• Both Judiciary committees have subpoenaed top aides to President George W. Bush, including White House Deputy Chief of Staff Karl Rove, former White House Counsel Harriet Miers, White House Chief of Staff Josh Bolten, and a raft of lower-tier advisors to other advisors -- little fish whom the committees may think easier to "turn," because they might be less certain of protection from spurious contempt citations -- regarding the president's decision not to renew the appointment of eight U.S. Attorneys (or nine or seven, nobody seems to agree). The committees demand to know exactly why each and every USA was not reappointed, who complained, and what the connection was between the complainant and the president -- did he get along with Bush? Was he a Republican?

It is important to note that in neither case has Congress formally alleged any violation of law; no criminal indictments have forthcome; and nothing else has been presented to override the normal presumption of Executive privilege for the work product of the president and other administration officers not subject to Senate confirmation, as heads of agencies are. The Democrats demand the materials solely because they want to better be able to politically oppose Republicans and Republican policies.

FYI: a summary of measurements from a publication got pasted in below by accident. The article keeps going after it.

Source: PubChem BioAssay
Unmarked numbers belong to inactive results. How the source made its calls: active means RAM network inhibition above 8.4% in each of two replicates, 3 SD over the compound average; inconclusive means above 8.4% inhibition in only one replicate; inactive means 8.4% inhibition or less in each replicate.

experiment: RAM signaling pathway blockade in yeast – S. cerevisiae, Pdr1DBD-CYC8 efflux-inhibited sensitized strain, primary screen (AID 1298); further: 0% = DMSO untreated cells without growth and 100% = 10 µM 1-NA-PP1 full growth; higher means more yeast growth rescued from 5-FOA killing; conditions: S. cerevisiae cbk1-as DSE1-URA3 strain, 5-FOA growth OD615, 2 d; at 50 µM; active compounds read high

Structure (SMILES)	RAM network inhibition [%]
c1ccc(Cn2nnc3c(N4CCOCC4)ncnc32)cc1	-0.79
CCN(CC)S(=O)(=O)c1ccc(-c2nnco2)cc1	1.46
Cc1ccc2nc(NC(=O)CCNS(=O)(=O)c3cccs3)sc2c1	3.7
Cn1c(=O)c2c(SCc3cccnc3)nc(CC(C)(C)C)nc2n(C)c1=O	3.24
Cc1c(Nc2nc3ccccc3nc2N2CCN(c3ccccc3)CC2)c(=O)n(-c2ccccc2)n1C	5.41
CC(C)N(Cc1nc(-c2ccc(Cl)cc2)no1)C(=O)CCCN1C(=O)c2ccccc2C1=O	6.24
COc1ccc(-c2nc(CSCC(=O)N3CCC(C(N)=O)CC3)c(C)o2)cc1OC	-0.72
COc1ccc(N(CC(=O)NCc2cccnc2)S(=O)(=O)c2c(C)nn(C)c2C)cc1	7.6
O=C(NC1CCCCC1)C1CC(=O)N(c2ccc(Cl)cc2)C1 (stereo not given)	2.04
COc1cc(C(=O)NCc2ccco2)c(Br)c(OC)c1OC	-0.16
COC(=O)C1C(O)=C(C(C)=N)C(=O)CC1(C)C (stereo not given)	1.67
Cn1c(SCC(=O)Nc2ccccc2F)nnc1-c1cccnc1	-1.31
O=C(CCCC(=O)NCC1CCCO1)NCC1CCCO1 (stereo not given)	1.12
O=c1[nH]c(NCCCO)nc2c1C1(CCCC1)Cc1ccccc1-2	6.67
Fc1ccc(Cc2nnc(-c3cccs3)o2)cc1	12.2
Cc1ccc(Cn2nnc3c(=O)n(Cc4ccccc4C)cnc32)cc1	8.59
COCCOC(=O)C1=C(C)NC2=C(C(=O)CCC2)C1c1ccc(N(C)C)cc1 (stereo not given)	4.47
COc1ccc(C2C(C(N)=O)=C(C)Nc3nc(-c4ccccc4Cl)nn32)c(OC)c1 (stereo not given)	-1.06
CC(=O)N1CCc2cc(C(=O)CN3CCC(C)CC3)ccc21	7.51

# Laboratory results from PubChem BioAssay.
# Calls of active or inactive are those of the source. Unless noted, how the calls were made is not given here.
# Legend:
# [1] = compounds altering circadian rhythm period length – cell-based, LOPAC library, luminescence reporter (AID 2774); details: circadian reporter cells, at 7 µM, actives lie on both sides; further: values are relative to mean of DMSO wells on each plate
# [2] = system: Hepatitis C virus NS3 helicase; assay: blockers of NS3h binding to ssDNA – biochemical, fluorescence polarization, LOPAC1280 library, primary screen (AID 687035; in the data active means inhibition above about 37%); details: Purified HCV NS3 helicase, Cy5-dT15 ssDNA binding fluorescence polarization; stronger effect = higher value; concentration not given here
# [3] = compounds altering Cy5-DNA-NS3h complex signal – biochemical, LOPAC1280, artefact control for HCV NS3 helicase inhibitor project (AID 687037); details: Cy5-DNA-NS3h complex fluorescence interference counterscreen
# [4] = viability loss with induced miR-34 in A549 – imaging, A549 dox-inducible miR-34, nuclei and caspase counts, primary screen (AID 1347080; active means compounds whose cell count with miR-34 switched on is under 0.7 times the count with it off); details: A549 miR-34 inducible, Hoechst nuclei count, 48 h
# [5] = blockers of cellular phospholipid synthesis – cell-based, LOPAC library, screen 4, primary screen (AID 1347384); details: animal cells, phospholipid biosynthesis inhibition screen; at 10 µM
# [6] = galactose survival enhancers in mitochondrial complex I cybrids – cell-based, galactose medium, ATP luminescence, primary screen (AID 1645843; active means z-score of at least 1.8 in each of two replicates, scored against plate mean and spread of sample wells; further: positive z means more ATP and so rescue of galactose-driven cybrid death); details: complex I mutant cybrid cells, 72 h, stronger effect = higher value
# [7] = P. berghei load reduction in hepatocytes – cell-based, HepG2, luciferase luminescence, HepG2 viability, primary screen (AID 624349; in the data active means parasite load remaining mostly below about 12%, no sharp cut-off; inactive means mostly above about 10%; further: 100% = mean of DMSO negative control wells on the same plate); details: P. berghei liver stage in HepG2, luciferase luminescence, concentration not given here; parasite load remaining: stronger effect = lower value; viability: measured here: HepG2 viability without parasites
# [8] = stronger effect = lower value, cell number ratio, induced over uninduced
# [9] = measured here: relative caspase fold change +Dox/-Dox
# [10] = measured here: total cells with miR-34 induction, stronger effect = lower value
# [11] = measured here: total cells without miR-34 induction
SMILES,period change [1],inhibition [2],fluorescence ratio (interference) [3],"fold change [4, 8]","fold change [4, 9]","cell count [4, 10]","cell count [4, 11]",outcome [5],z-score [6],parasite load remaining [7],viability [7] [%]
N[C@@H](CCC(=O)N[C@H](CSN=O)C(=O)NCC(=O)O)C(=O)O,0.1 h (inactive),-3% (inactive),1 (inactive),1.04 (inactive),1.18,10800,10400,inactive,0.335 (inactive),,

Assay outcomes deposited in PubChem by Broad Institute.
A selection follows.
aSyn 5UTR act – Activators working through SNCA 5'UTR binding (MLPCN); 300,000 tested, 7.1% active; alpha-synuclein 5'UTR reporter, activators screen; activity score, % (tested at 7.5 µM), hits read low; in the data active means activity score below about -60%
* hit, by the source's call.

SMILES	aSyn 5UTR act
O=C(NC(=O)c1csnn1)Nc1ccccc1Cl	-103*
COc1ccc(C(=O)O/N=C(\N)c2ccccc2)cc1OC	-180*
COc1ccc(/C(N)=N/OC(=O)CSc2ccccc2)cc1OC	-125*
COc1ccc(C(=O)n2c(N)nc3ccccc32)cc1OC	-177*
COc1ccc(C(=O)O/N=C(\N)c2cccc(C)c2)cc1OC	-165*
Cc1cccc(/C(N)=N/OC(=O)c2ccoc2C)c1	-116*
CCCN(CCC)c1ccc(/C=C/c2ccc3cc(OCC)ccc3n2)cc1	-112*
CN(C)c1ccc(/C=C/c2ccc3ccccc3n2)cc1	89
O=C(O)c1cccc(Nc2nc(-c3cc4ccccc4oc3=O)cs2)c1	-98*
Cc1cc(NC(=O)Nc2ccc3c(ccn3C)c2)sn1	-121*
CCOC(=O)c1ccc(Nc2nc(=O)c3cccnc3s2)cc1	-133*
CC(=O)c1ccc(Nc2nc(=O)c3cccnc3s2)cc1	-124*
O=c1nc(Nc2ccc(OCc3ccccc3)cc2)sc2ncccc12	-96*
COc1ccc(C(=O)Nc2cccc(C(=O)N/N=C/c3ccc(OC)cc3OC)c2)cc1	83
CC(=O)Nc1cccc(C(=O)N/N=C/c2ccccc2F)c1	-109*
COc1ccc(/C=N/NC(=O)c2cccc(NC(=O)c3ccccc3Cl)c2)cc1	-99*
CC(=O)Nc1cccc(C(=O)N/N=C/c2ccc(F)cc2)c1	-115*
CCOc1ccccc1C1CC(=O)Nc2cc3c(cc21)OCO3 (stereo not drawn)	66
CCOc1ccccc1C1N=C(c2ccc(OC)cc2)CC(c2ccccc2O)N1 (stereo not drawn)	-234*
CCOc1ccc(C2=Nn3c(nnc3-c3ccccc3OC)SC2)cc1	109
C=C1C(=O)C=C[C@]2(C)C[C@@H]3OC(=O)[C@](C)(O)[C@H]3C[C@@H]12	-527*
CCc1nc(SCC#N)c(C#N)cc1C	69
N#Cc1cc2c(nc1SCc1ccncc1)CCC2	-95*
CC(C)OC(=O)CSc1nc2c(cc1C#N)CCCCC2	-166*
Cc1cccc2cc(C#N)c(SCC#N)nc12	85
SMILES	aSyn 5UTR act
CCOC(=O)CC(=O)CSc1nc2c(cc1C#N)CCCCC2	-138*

The bombast is also unprecedented: As various aides leave for other employment -- which is standard operating procedure in the waning years of a two-term presidency -- Leahy announces that each is trying to flee justice, to cut and run, to avoid scrutiny of his wicked deeds... thus slandering each honest public servant as a criminal, tried and convicted in the Court of Leahy Opinion:

Rove’s departure at the end of August "does not legally change one thing" in the pursuit of Rove and the information he might hold, said a Democratic Senate Judiciary Committee aide. And in a statement Monday, Committee Chairman Patrick Leahy (D-Vt.) vowed to press on.

“The list of senior White House and Justice Department officials who have resigned during the course of these congressional investigations continues to grow, and today, Mr. Rove added his name to that list,’’ Mr. Leahy said. “There is a cloud over this White House, and a gathering storm. A similar cloud envelopes Mr. Rove, even as he leaves the White House.”